These increases are projected to occur in most occupational categories, from those regarded as high skill (such as management) to those regarded as low skill (food preparation). Some of this increase will be caused by a shift toward specific occupations within broader occupational categories. But the larger shift is likely to be an increase in educational attainment within specific occupations themselves.

Business operations is a case in point. In 2000, about half of the workers in the business operations occupational category held a bachelor’s degree; by 2013, this share had increased to 60 percent. If these trends continue, 74 percent will have a bachelor’s degree in 2030—a 14 percentage point increase over 17 years. But as an overall occupational category, business operations will make up a similar share of the economy as it does today—3.0 percent in 2030, compared with 2.7 percent in 2013.

The increase in educational attainment within this occupational category is occurring because its fastest-growing specific occupations include some with high levels of education—for example, market research analysts and marketing specialists, 75 percent of whom hold at least a bachelor’s degree. In addition, some specific occupations have seen a large increase in the share of workers with college degrees—for example, the share of fundraisers with a bachelor’s degree increased from 44 percent in 2000 to 84 percent in 2013.

Overall, there are no indications that the rocky economic landscape of the recent recession has shifted the trend in demand for highly educated workers. In the past, a strong demand for highly educated workers occurred as the economy shifted toward occupational categories and industries that demanded these workers. But in the 1990s and—based on our current analysis—through the 2000s, the strong demand for highly educated workers has reflected growth in education levels within industries and occupations.

Do these projections indicate a real demand, or are they simply evidence of a trend toward overeducating the workforce? One way to distinguish between these two possibilities is to examine the wage premium paid to college workers—that is, the extra wages employers are willing to pay college workers compared with less educated workers in the same occupational category. Positive and increasing wage premiums for college-educated workers reflect the economic demand for high skills. In general, the college wage premium is large and increasing economy-wide; moreover, we find that within occupational categories, the same is generally true. College-educated workers enjoy positive and significant wage premiums within almost every occupational category. These findings indicate that the strong demand for highly educated workers is likely to continue because employers and the economy require the skills associated with more highly educated workers.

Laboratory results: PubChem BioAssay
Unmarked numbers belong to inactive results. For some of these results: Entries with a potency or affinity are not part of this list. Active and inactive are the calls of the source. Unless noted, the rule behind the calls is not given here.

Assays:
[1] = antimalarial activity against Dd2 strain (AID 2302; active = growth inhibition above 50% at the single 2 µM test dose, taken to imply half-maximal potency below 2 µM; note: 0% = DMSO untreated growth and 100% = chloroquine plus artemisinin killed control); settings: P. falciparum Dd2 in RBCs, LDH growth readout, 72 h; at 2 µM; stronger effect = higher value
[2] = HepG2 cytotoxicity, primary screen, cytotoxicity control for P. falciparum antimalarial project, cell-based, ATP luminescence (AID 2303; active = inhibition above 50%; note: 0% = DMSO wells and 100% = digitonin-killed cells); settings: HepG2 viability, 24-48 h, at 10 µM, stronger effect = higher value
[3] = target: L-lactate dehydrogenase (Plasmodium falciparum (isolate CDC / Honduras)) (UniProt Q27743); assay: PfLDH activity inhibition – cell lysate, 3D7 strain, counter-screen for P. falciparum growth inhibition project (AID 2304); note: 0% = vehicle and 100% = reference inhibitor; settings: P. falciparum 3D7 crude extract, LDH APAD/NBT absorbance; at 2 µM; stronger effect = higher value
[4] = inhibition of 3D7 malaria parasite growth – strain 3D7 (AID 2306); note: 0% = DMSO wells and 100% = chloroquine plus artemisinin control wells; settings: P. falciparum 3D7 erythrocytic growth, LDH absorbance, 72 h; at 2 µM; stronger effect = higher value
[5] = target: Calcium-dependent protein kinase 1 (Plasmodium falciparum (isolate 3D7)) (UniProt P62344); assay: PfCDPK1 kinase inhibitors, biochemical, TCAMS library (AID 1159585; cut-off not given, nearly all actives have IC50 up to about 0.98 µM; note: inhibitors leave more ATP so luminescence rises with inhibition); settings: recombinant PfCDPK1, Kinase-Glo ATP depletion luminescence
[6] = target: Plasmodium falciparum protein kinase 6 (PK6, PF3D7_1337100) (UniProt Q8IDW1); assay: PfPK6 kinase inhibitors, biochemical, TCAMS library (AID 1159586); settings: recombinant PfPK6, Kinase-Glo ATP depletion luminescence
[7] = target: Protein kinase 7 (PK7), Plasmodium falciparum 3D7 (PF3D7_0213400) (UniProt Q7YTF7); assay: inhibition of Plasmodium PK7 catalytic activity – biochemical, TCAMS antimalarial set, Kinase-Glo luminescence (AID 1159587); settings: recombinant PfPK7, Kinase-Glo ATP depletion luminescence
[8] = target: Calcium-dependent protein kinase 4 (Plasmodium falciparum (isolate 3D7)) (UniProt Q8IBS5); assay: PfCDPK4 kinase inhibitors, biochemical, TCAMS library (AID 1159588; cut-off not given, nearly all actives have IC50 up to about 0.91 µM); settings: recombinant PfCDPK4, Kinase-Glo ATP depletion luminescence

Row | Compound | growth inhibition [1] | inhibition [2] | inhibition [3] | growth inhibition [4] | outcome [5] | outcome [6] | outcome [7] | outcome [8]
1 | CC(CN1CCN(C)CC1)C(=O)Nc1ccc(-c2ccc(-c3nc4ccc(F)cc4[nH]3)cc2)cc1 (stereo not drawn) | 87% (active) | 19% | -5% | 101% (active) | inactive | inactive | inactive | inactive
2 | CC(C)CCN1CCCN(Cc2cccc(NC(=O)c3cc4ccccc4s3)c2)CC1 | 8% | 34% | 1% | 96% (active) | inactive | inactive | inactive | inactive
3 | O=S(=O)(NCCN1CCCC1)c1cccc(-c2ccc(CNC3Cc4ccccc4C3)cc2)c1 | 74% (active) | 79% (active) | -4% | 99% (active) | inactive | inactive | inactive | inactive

Of course, the labor market does not value all college degrees equally. For degrees in highly lucrative fields, such as engineering and computer science, the lifetime wage premium—that is, the expected present value of the gain in wages by completing college, even after accounting for college costs—can total more than $1 million; but even for degrees with the lowest economic returns, the lifetime wage premium totals more than $200,000.

Future Educational Attainment

The share of adults in the workforce with a bachelor’s degree or more will increase only slightly—about 1 percent—by 2030. To a great extent, this slow growth stems from the retirement of the numerous and very highly educated members of the baby boom generation. Today, the best-educated age group in California consists of adults age 60 to 64. By 2030, these adults will be retired.

In the past, retirees tended to be less educated and relatively few in number—and they were replaced by younger, more-numerous, and more-educated adults. In the future, this will no longer be the case. Indeed, the retirement of the baby boomers represents the first time in California’s history that such a large and well-educated generation is exiting the labor force. This loss helps to explain the size of the skills gap we see in 2030.